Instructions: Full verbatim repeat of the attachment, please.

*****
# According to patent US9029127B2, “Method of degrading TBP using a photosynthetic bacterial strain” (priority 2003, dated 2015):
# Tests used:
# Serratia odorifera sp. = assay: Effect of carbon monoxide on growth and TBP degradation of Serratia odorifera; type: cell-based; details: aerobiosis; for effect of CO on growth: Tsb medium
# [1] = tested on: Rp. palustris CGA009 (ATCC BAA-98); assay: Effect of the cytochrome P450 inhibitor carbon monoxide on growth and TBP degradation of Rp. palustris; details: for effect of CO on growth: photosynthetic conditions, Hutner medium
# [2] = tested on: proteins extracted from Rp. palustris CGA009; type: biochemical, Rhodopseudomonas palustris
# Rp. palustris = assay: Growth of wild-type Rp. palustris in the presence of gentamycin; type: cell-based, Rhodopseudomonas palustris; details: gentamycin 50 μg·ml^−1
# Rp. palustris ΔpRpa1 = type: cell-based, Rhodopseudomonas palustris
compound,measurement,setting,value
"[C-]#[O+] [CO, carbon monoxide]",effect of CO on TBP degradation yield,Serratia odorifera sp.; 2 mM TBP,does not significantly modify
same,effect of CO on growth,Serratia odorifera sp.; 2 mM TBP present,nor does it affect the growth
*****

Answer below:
# According to patent US9029127B2, “Method of degrading TBP using a photosynthetic bacterial strain” (priority 2003, dated 2015):
# Tests used:
# Serratia odorifera sp. = assay: Effect of carbon monoxide on growth and TBP degradation of Serratia odorifera; type: cell-based; details: aerobiosis; for effect of CO on growth: Tsb medium
# [1] = tested on: Rp. palustris CGA009 (ATCC BAA-98); assay: Effect of the cytochrome P450 inhibitor carbon monoxide on growth and TBP degradation of Rp. palustris; details: for effect of CO on growth: photosynthetic conditions, Hutner medium
# [2] = tested on: proteins extracted from Rp. palustris CGA009; type: biochemical, Rhodopseudomonas palustris
# Rp. palustris = assay: Growth of wild-type Rp. palustris in the presence of gentamycin; type: cell-based, Rhodopseudomonas palustris; details: gentamycin 50 μg·ml^−1
# Rp. palustris ΔpRpa1 = type: cell-based, Rhodopseudomonas palustris
compound,measurement,setting,value
"[C-]#[O+] [CO, carbon monoxide]",effect of CO on TBP degradation yield,Serratia odorifera sp.; 2 mM TBP,does not significantly modify
same,effect of CO on growth,Serratia odorifera sp.; 2 mM TBP present,nor does it affect the growth